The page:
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Review: 'Panacea'

Thriller with outlandish premise hooks readers into series

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By Rob Cline, correspondent

Imagine a substance that once consumed would cure you of any and all ailments and disorders overnight — literally. Would you take it? Would you share it? Would you attempt to share it with the whole world or would you try to keep it secret and tightly controlled?

Those questions drive F. Paul Wilson’s new novel. “Panacea” finds medical examiner Laura Hanning swept into a quest for a miracle cure she doesn’t believe in. Protected by a secretive bodyguard with a philosophical streak at the behest of an unimaginably wealthy but terminally ill man, Fanning travels the world looking for clues that might lead her to her goal. Meanwhile, a CIA agent, who is also part of a religious order obsessed with destroying the panacea, alternately attempts to hamper and help Fanning as he deals with the sudden onset of an illness of his own.

All of that might sound rather breathless and convoluted, and the book justifies those descriptions. Fast-paced, filled with twists and turns, and built on an outlandish premise that Wilson somehow makes plausible, “Panacea” is a satisfying thriller with a supernatural hook.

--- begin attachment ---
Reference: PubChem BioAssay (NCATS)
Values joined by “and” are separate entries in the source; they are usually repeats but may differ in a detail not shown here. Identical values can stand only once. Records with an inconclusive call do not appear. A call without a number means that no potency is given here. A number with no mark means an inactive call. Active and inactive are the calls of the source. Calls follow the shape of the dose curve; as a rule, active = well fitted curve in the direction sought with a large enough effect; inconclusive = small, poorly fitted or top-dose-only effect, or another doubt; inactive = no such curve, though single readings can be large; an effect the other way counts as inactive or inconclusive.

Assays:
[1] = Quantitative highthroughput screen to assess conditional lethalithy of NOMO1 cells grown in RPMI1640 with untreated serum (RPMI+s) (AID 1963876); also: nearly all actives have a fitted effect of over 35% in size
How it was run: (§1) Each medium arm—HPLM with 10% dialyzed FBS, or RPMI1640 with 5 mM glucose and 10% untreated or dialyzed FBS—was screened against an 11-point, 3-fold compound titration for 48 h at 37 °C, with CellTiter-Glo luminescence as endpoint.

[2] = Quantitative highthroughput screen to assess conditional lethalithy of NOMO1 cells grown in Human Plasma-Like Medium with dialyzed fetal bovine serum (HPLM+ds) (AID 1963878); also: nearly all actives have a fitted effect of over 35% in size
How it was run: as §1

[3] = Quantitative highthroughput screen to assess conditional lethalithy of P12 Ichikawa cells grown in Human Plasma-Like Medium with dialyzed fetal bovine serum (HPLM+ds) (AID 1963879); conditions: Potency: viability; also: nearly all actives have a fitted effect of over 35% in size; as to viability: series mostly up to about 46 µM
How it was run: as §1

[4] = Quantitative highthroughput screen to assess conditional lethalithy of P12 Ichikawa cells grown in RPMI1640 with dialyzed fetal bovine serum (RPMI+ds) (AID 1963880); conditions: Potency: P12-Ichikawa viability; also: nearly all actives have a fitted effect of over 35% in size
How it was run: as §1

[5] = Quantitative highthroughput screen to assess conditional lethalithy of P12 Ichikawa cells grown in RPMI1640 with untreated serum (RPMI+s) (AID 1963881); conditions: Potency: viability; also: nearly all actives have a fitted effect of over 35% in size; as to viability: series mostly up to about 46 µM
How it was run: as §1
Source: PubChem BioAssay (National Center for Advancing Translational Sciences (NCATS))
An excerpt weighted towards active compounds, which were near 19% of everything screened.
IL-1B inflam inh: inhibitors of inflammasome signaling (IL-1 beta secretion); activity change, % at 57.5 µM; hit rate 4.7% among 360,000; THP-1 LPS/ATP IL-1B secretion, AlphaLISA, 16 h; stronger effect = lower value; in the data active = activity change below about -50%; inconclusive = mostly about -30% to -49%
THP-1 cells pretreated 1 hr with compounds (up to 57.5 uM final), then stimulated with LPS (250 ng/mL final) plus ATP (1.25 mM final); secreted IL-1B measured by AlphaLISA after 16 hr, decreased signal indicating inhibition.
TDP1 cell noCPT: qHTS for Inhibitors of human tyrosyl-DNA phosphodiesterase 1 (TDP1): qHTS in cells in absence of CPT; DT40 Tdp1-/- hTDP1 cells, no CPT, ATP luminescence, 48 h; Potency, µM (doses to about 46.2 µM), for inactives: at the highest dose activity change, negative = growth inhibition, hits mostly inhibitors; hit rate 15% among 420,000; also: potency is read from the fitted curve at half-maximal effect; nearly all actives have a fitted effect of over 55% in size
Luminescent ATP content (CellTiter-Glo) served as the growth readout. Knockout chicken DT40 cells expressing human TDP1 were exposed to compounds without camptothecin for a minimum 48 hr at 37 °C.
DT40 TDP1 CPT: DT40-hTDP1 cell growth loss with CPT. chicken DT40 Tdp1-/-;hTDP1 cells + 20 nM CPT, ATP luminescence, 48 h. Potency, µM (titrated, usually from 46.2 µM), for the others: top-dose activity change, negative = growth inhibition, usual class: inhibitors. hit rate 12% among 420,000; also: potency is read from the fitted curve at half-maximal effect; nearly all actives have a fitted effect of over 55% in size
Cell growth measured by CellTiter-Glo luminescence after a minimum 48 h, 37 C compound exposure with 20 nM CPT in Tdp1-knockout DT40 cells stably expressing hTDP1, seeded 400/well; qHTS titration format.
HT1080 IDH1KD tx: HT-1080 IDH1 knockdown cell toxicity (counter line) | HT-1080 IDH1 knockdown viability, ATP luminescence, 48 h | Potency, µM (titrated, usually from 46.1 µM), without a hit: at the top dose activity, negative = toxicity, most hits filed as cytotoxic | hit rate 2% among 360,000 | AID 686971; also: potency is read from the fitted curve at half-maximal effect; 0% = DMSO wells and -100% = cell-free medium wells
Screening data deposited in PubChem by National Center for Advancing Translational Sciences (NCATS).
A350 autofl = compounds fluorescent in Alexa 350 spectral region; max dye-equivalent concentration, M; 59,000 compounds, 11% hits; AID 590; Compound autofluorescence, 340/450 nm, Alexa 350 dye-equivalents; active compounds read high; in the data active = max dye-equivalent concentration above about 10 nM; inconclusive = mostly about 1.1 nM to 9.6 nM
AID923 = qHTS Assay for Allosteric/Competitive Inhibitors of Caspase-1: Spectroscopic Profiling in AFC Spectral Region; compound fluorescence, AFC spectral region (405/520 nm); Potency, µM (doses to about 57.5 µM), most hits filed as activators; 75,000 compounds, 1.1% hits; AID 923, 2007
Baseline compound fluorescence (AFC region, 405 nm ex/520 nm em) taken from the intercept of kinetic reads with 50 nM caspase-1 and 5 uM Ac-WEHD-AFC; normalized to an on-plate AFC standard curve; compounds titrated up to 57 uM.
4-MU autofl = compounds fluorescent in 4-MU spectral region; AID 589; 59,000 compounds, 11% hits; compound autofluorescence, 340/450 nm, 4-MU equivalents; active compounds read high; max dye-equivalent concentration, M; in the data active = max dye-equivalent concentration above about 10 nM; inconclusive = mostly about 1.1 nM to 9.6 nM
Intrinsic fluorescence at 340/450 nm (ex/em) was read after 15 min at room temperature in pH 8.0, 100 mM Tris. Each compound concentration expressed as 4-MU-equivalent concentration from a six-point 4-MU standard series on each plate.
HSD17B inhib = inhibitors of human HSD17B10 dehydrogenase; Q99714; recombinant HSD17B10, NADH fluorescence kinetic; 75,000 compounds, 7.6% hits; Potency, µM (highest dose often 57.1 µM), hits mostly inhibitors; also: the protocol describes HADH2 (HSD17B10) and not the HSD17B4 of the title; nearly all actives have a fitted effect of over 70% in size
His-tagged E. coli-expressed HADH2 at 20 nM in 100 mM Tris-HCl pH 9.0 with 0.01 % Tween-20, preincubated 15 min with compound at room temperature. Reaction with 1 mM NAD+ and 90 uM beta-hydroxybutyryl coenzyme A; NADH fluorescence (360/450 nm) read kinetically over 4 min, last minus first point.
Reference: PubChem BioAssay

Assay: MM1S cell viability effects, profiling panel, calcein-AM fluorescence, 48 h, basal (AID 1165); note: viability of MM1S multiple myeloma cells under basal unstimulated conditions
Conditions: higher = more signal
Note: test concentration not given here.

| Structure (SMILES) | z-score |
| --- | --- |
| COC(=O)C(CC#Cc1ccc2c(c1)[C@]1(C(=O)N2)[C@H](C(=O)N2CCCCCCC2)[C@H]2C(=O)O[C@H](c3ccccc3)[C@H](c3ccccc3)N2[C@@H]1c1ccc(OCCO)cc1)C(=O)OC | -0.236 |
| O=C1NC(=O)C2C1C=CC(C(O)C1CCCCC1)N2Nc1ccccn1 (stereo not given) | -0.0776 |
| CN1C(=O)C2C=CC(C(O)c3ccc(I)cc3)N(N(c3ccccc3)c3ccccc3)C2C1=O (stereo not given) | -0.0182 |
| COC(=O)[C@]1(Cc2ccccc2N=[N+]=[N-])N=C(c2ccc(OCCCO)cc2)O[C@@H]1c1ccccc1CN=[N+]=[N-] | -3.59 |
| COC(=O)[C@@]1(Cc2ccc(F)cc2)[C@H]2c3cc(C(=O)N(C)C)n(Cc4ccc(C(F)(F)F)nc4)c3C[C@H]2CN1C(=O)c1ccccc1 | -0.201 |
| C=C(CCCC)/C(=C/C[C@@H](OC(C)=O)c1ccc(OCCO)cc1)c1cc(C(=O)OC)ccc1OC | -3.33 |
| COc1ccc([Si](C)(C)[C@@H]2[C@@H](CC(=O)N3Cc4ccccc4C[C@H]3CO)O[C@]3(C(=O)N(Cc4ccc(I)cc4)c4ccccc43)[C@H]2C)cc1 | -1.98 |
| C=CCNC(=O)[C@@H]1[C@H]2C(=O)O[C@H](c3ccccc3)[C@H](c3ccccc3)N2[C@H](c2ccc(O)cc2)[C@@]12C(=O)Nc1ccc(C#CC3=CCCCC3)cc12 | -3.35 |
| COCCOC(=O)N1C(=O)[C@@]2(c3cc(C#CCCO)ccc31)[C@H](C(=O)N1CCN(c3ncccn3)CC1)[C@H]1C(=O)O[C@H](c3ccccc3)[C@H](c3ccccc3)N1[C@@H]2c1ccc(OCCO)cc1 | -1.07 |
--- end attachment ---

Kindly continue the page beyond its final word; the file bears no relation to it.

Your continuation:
The book, which the cover says is the start of a new series, is also a part of what Wilson calls “the secret history of the world.” At the end of the novel, Wilson explains, “The preponderance of my work deals with a history of the world that remains undiscovered, unexplored, and unknown to most of humanity.” He then provides a lengthy list of his books and stories that contribute to this overall arc he has been crafting for much of his career.

To his credit, Wilson doesn’t let the fact that the new book is part of the secret history prevent it from working as a stand-alone novel. In fact, he pulls off something rather impressive, delivering a story that is gripping in and of itself while also providing a glimpse into a larger story that readers may well be tempted to explore at length.

BOOK READING

What: F. Paul Wilson will read from “Panacea” as part of the Iowa City Book Festival

When: 11:30 a.m. Oct. 8

Where: Iowa City Senior Center, Assembly Room, 28 S. Linn St., Iowa City

Cost: Free

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